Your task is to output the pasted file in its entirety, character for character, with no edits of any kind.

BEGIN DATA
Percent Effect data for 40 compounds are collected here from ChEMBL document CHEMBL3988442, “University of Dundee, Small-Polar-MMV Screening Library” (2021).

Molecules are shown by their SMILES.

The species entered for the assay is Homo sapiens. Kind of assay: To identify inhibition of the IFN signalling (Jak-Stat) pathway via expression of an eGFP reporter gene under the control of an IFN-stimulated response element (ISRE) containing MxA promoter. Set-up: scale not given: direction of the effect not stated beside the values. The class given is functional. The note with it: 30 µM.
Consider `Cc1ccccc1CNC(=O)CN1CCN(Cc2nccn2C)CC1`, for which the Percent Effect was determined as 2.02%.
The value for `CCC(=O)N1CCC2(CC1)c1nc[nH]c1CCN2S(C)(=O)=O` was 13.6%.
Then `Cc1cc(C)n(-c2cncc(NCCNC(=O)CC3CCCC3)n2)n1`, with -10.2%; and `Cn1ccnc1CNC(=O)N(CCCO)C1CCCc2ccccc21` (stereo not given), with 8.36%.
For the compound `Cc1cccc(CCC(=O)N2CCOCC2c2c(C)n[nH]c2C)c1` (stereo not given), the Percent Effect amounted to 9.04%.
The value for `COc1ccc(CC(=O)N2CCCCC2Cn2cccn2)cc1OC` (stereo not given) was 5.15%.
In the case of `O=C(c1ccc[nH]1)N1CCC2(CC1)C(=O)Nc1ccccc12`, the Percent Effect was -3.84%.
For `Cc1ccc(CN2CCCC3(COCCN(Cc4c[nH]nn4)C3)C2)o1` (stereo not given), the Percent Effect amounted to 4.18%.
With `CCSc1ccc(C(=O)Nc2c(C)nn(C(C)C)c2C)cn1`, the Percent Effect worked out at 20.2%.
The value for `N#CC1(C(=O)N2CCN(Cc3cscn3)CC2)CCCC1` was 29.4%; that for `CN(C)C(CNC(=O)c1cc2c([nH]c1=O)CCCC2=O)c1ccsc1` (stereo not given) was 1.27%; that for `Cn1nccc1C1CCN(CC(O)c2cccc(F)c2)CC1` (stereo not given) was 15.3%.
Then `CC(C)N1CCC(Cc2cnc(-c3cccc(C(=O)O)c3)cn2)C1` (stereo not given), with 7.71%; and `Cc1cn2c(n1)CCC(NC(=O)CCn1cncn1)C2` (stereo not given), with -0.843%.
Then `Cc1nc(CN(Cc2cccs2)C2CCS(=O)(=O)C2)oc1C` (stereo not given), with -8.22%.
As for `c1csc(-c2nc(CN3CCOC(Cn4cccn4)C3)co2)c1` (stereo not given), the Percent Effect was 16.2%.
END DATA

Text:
Percent Effect data for 40 compounds are collected here from ChEMBL document CHEMBL3988442, “University of Dundee, Small-Polar-MMV Screening Library” (2021).

Molecules are shown by their SMILES.

The species entered for the assay is Homo sapiens. Kind of assay: To identify inhibition of the IFN signalling (Jak-Stat) pathway via expression of an eGFP reporter gene under the control of an IFN-stimulated response element (ISRE) containing MxA promoter. Set-up: scale not given: direction of the effect not stated beside the values. The class given is functional. The note with it: 30 µM.
Consider `Cc1ccccc1CNC(=O)CN1CCN(Cc2nccn2C)CC1`, for which the Percent Effect was determined as 2.02%.
The value for `CCC(=O)N1CCC2(CC1)c1nc[nH]c1CCN2S(C)(=O)=O` was 13.6%.
Then `Cc1cc(C)n(-c2cncc(NCCNC(=O)CC3CCCC3)n2)n1`, with -10.2%; and `Cn1ccnc1CNC(=O)N(CCCO)C1CCCc2ccccc21` (stereo not given), with 8.36%.
For the compound `Cc1cccc(CCC(=O)N2CCOCC2c2c(C)n[nH]c2C)c1` (stereo not given), the Percent Effect amounted to 9.04%.
The value for `COc1ccc(CC(=O)N2CCCCC2Cn2cccn2)cc1OC` (stereo not given) was 5.15%.
In the case of `O=C(c1ccc[nH]1)N1CCC2(CC1)C(=O)Nc1ccccc12`, the Percent Effect was -3.84%.
For `Cc1ccc(CN2CCCC3(COCCN(Cc4c[nH]nn4)C3)C2)o1` (stereo not given), the Percent Effect amounted to 4.18%.
With `CCSc1ccc(C(=O)Nc2c(C)nn(C(C)C)c2C)cn1`, the Percent Effect worked out at 20.2%.
The value for `N#CC1(C(=O)N2CCN(Cc3cscn3)CC2)CCCC1` was 29.4%; that for `CN(C)C(CNC(=O)c1cc2c([nH]c1=O)CCCC2=O)c1ccsc1` (stereo not given) was 1.27%; that for `Cn1nccc1C1CCN(CC(O)c2cccc(F)c2)CC1` (stereo not given) was 15.3%.
Then `CC(C)N1CCC(Cc2cnc(-c3cccc(C(=O)O)c3)cn2)C1` (stereo not given), with 7.71%; and `Cc1cn2c(n1)CCC(NC(=O)CCn1cncn1)C2` (stereo not given), with -0.843%.
Then `Cc1nc(CN(Cc2cccs2)C2CCS(=O)(=O)C2)oc1C` (stereo not given), with -8.22%.
As for `c1csc(-c2nc(CN3CCOC(Cn4cccn4)C3)co2)c1` (stereo not given), the Percent Effect was 16.2%.